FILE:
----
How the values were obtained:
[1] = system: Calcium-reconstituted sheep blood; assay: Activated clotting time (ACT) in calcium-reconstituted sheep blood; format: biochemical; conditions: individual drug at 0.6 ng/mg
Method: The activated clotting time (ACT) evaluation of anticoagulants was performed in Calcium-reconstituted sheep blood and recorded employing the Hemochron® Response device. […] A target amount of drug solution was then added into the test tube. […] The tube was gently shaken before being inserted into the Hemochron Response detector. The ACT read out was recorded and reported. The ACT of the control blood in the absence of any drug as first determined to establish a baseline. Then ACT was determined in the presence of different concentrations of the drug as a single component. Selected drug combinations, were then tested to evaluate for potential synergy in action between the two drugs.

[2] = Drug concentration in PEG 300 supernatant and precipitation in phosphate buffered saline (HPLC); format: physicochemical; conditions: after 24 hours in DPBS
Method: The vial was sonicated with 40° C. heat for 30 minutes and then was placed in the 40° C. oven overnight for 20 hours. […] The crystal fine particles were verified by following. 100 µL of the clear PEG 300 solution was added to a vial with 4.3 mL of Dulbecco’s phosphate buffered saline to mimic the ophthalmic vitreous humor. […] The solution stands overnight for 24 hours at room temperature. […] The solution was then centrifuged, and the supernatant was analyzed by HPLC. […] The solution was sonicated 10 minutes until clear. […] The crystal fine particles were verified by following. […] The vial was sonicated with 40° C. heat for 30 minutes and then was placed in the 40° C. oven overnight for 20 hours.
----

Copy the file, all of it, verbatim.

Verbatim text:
How the values were obtained:
[1] = system: Calcium-reconstituted sheep blood; assay: Activated clotting time (ACT) in calcium-reconstituted sheep blood; format: biochemical; conditions: individual drug at 0.6 ng/mg
Method: The activated clotting time (ACT) evaluation of anticoagulants was performed in Calcium-reconstituted sheep blood and recorded employing the Hemochron® Response device. […] A target amount of drug solution was then added into the test tube. […] The tube was gently shaken before being inserted into the Hemochron Response detector. The ACT read out was recorded and reported. The ACT of the control blood in the absence of any drug as first determined to establish a baseline. Then ACT was determined in the presence of different concentrations of the drug as a single component. Selected drug combinations, were then tested to evaluate for potential synergy in action between the two drugs.

[2] = Drug concentration in PEG 300 supernatant and precipitation in phosphate buffered saline (HPLC); format: physicochemical; conditions: after 24 hours in DPBS
Method: The vial was sonicated with 40° C. heat for 30 minutes and then was placed in the 40° C. oven overnight for 20 hours. […] The crystal fine particles were verified by following. 100 µL of the clear PEG 300 solution was added to a vial with 4.3 mL of Dulbecco’s phosphate buffered saline to mimic the ophthalmic vitreous humor. […] The solution stands overnight for 24 hours at room temperature. […] The solution was then centrifuged, and the supernatant was analyzed by HPLC. […] The solution was sonicated 10 minutes until clear. […] The crystal fine particles were verified by following. […] The vial was sonicated with 40° C. heat for 30 minutes and then was placed in the 40° C. oven overnight for 20 hours.